In 1983, Mantle was cast most notably in the cult fantasy series Robin of Sherwood as "Little John", a legendary fellow outlaw of Robin Hood, who was said to be Robin's chief lieutenant and second-in-command of the Merry Men, in a cast which included Michael Praed as "Robin Hood", Peter Llewellyn Williams as "Much", Ray Winstone as "Will Scarlet", and Judi Trott as "Maid Marion". Footage for the series was shot in rural Somerset and Wiltshire, with the Saxon Tithe Barn in Bradford-on Avon functioning as the great hall of Nottingham Castle, Great Chalfield Manor in Melksham doubling as Maid Marion's family home, and numerous battles were shot at Leaford Grange and Nettleton Mill near Castle Combe, locations which Mantle considered to be "wonderfully realised and breathtaking".[11] The waterfall scene for the quarterstaff battle between Robin and Little John in the first episode 'Robin Hood and the Sorceror' was shot at Bowood House.[11] Helen Phillips said of his performance as Little John, "excellently played by Clive Mantle, the series' John at first appears to conform to a, by then, well- established stereotype."[12] Mantle has said of his role:

It is the job I've enjoyed doing more than anything else on TV. I have the greatest memories of beautiful, halcyon days-out filming on location and we had such a great, fun crew working on the show. We still get together once a year. Not just the cast but also the directors, producer, props guys, it's like a family! I think the key to part of the series' success was that this great camaraderie came across on screen.[11]

In 1984 he was nominated for an Olivier Award and was joint Best Newcomer in the Plays and Players Awards for his performance as Lennie in "Of Mice and Men".[3] Following the success of the play, it was transferred from the Nuffield Theatre in Southampton to the Mermaid Theatre in London.[3] He went on to tour extensively as Lennie in "Of Mice and Men", and has appeared in 6 different productions of the play.[3] He also played Little John in the theatrical production of "Robin Hood" at the Young Vic Theatre;[13] and Mitch in Tim Albery's production of "A Streetcar Named Desire" at the Crucible Theatre in Sheffield.[3][14] Other theatrical credits include "The Relapse"; "The Red Devil Battery Sign"; "King John"; "Johnny Johnson"; "The Ideal Gnome Expedition"; "East"; "Blood on the Neck of the Cat" and "Bedroom Farce".[14] He has also appeared as the guest star at the Wyndhams Theatre and Theatre Royal Bath, in the award winning production of "The Play What I Wrote".[3] In 1984, Mantle was one of four in the live BBC radio comedy show In One Ear.[15] with Nick Wilton, Helen Lederer and Steve Brown. He transferred to TV with a version of it in 1988 called 'Hello Mum' which was also live. In 1986, Mantle replaced Alan Rickman as Achilles in Howard Davies's Royal Shakespeare Company production of "Troilus and Cressida" at the Barbican Theatre in London.[16] London Theatre Record said that Mantle "gives a curious performance : virtually a mirror-image of Ajax in his nasal, bovine stolidity."[17] He continued with minor screen roles as a ruffian on a bus in Ronald Neame's film Foreign Body and as "Big Ben" Davis in Dempsey and Makepeace in 1986.[14] He was to appear as the first Nuclear Man in Superman IV: The Quest for Peace (1987), but the role was left on the cutting room floor.[18] Some of his deleted footage from Superman IV: The Quest for Peace was released on DVD in a Special Edition as part of Superman Ultimate Collector's Edition in November 2006. The footage was included as "Additional Scenes" but was not reincorporated into the main feature. In 1987–1998 he appeared in two episodes of Smith & Jones,[19] and in 1989 played a policeman in the TV series The Return of Shelley and had a small role as Johnny Ladder in the Menahem Golan-directed film Mack the Knife, a 19th-century set crime comedy which starred Raul Julia, Richard Harris, and Julia Migenes in the leading roles.[20] He also appeared in the radio plays Farewell, My Lovely; Frozen Assets; and The Rise and Fall of the Romanov Autocracy.[14]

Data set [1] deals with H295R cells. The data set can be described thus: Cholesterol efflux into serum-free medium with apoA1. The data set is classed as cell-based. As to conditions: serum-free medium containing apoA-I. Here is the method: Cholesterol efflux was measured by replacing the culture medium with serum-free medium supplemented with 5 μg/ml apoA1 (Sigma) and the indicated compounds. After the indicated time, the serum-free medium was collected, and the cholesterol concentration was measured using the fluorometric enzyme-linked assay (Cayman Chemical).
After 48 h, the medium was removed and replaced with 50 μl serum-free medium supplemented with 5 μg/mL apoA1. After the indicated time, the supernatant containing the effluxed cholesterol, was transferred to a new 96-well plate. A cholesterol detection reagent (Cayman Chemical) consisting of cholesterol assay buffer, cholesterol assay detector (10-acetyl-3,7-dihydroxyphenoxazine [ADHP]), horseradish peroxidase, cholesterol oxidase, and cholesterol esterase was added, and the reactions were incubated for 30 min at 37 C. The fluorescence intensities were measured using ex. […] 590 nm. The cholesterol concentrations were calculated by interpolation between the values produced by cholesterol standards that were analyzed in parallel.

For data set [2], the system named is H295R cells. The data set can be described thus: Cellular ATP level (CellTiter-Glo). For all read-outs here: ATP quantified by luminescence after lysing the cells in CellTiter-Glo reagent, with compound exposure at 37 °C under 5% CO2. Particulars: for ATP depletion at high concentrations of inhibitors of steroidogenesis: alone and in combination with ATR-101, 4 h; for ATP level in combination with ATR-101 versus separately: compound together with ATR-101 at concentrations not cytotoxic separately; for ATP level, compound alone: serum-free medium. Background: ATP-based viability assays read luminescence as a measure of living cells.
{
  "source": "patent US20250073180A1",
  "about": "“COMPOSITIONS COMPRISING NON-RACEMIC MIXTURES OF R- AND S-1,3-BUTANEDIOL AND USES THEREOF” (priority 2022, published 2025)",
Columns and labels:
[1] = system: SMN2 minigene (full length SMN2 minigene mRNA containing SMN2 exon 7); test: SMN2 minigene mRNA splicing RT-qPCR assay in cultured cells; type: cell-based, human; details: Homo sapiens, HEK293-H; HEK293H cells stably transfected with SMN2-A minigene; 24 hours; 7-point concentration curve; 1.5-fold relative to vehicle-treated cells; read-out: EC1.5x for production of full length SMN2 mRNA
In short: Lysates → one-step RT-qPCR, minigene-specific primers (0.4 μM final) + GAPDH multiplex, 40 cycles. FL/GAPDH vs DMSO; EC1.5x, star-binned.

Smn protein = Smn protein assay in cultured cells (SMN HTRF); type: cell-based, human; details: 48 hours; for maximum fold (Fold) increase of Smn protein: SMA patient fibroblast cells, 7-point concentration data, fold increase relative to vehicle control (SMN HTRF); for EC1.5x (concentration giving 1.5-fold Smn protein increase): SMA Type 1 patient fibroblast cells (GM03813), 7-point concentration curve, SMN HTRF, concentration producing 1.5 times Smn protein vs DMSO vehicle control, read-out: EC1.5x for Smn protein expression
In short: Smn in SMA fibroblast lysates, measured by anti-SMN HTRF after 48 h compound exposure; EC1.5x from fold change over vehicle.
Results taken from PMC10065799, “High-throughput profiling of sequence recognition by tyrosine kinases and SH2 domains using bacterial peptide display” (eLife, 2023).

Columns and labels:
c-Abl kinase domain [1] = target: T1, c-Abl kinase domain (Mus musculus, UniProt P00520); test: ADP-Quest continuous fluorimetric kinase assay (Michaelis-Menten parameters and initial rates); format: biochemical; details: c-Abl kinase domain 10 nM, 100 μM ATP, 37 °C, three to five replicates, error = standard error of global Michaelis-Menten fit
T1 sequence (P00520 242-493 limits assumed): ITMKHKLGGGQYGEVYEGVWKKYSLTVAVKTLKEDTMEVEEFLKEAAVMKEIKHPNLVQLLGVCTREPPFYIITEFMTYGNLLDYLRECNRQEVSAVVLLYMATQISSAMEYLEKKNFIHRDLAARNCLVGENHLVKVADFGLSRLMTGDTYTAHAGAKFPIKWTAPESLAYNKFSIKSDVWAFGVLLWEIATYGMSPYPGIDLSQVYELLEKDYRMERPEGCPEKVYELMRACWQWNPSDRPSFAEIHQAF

1990s[edit]

In 1990, Mantle had a small role as an electric meter reader in the One Foot in the Grave episode "The Return of the Speckled Band", and played Harry, a man who "gave Clint Eastwood a pounding" in White Hunter Black Heart.[21] In 1991, Mantle played an irate husband whose wife is chatted up by Richie (Rik Mayall) in the first episode of Bottom, "Smells", and also had a role as a police inspector in an episode of Drop the Dead Donkey. In 1991-2 he played Dave in Sandi Toksvig's "The Pocket Dream" at the Nottingham Playhouse and Albery Theatre in London. In 1992 he played a minor character as a bald monk in the film Alien 3, in which he had to shave his head for the role. In applying for the film, Mantle sent off photographs of himself from a RADA play he had once starred in, sporting a similar shaven look.[7] In an interview at the time, he spoke of his role in Alien 3:

"I'm playing a heinous criminal. In fact, there are about 12 or 15 of us, the last remaining prisoners on a prison asteroid, which is hurtling through space. It was a hard labour prison, which is about the best place to send all your hardened, nastiest pieces of work. We're not nice people."[7]

Also in 1992, he starred in the CITV series WYSIWYG.[22]

Mantle as Dr Mike Barrett in Casualty in the 1990s